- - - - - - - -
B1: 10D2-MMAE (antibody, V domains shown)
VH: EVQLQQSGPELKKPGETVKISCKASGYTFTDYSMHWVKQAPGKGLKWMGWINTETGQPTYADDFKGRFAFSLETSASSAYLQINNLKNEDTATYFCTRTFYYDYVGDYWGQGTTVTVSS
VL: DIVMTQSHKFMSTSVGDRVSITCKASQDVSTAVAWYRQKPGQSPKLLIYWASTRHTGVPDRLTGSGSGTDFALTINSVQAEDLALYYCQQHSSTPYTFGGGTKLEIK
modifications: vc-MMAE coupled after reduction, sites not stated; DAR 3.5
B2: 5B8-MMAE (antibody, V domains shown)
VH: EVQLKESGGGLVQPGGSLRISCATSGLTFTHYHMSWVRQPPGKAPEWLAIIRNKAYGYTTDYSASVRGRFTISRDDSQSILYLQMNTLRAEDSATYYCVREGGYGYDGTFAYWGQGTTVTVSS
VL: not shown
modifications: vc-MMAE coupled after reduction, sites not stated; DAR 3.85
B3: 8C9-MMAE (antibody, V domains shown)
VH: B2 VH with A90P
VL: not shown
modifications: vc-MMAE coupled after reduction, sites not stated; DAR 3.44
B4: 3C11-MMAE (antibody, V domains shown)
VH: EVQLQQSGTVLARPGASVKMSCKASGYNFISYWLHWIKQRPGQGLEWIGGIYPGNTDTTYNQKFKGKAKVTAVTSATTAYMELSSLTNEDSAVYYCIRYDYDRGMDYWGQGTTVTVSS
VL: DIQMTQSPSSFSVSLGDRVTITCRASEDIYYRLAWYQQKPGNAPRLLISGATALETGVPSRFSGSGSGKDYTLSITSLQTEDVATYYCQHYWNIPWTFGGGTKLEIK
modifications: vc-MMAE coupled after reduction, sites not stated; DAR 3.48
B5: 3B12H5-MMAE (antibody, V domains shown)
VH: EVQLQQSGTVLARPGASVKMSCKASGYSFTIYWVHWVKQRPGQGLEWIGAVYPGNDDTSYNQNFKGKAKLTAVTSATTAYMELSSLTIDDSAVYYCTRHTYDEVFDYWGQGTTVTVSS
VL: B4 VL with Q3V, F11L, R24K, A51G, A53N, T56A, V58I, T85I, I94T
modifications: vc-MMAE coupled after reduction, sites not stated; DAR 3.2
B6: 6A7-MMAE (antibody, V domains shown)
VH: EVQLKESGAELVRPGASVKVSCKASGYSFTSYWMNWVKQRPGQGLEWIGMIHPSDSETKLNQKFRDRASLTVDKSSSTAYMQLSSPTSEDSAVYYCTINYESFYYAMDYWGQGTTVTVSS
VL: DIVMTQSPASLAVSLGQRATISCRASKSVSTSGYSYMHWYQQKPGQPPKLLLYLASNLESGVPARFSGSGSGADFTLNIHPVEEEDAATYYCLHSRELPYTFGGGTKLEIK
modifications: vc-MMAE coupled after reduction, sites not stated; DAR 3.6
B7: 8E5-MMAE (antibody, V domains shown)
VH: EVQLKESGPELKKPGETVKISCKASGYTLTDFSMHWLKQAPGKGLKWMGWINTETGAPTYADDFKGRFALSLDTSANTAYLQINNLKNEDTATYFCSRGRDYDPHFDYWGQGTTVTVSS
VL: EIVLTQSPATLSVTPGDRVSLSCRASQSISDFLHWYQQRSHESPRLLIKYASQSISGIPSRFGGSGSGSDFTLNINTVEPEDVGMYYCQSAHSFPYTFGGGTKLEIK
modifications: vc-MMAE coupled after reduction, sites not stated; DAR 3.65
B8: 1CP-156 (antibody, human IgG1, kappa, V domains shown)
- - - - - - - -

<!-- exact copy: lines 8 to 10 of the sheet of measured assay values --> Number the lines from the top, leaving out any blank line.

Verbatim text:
modifications: vc-MMAE coupled after reduction, sites not stated; DAR 3.85
B3: 8C9-MMAE (antibody, V domains shown)
VH: B2 VH with A90P